“I am not afraid of storms for I am learning how to sail my ship.”

Louisa May Alcott

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By the way, a year or so after getting his Flying 11, the change in our son is phenomenal. They’re not an easy boat to master what with their more complex rigging and they’re also a faster but more tip-able boat than the bathtub Opti he’d been using before. I think every rookie on the Flying 11’s has a few rough weeks of despair and digging deep as they spend more time in the water than upright, but then after a few months it slowly starts coming together. Then, before they know it, they’ve outgrown it and they’re onto the lasers and something new. That will be our son next season.

“To reach a port, we must sail – sail, not tie at anchor – sail, not drift.”

Franklin D. Roosevelt

Have you ever been sailing and have a few stories to share? I’ve love to hear from you!

Meanwhile, here’s a tribute to my Dad who loves his sailing:

Best wishes,

Rowena

 

 

 

Back to “The Con”…the Sydney Conservatorium of Music.

As you may recall, a few weeks ago I went back to Sydney University for the first time in decades. Well, last Wednesday night, I  found myself back at the Sydney Conservatorium of Music doing the time warp again. This time, I was attending concert pianist, Gerard Willems’ Twilight Recital, which marked his retirement from full-time teaching at the Con.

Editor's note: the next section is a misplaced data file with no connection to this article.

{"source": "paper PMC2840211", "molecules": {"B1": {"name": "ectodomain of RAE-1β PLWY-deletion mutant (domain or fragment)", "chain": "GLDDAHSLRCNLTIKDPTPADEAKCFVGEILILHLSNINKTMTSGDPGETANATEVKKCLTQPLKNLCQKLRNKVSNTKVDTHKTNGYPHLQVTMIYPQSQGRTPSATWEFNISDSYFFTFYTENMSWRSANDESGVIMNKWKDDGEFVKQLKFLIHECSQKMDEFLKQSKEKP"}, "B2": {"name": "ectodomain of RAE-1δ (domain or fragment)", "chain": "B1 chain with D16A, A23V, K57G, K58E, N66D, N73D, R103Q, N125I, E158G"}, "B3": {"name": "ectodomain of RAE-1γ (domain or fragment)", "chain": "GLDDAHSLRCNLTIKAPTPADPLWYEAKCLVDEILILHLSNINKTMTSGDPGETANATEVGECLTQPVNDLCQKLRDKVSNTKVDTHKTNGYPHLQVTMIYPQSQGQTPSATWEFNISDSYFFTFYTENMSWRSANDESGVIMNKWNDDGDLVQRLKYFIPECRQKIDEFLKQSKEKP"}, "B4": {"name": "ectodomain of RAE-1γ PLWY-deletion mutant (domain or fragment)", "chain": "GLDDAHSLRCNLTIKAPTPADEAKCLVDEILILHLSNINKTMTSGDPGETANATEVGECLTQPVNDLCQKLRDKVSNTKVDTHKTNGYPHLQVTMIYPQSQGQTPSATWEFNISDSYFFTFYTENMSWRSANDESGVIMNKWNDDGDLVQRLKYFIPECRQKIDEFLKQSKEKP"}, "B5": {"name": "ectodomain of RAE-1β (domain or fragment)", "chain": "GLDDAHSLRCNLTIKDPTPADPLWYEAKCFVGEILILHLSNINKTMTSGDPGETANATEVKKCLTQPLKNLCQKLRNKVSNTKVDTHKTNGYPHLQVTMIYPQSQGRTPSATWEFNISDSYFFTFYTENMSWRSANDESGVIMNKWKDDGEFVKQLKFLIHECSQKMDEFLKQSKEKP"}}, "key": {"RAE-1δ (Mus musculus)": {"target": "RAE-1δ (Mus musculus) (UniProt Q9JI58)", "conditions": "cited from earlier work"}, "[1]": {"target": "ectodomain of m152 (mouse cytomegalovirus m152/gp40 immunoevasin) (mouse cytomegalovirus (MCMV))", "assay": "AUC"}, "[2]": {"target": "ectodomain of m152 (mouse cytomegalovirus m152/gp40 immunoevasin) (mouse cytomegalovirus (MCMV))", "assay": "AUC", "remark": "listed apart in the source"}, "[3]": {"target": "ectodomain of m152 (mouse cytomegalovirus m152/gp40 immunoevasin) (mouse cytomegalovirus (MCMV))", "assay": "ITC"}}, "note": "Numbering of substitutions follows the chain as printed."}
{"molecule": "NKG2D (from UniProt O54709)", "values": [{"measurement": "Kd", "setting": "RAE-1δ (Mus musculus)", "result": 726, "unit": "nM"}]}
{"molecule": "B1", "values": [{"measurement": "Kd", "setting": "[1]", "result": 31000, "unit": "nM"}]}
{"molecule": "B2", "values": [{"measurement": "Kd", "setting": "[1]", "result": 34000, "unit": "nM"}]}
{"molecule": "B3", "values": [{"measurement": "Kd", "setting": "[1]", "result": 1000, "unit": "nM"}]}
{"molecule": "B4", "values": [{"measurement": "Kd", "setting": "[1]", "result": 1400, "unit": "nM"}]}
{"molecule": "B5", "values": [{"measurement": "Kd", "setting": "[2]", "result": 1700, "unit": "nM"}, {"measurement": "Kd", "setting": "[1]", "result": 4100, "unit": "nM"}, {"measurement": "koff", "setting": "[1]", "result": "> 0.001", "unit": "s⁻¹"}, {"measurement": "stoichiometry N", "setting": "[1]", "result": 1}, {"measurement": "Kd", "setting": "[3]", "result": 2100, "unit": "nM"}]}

While it only seems like yesterday, I haven’t been back to the Con since my grandmother’s Twilight Recital around 30 years ago. At the time, I was in the throws of leaving school, but now I’m married with two kids and our eldest isn’t terribly far off leaving school himself. So, clearly a lot of water’s flowed under the bridge, and even much of the landscape has been swept away by the tide. Yet, I still felt remarkably at home.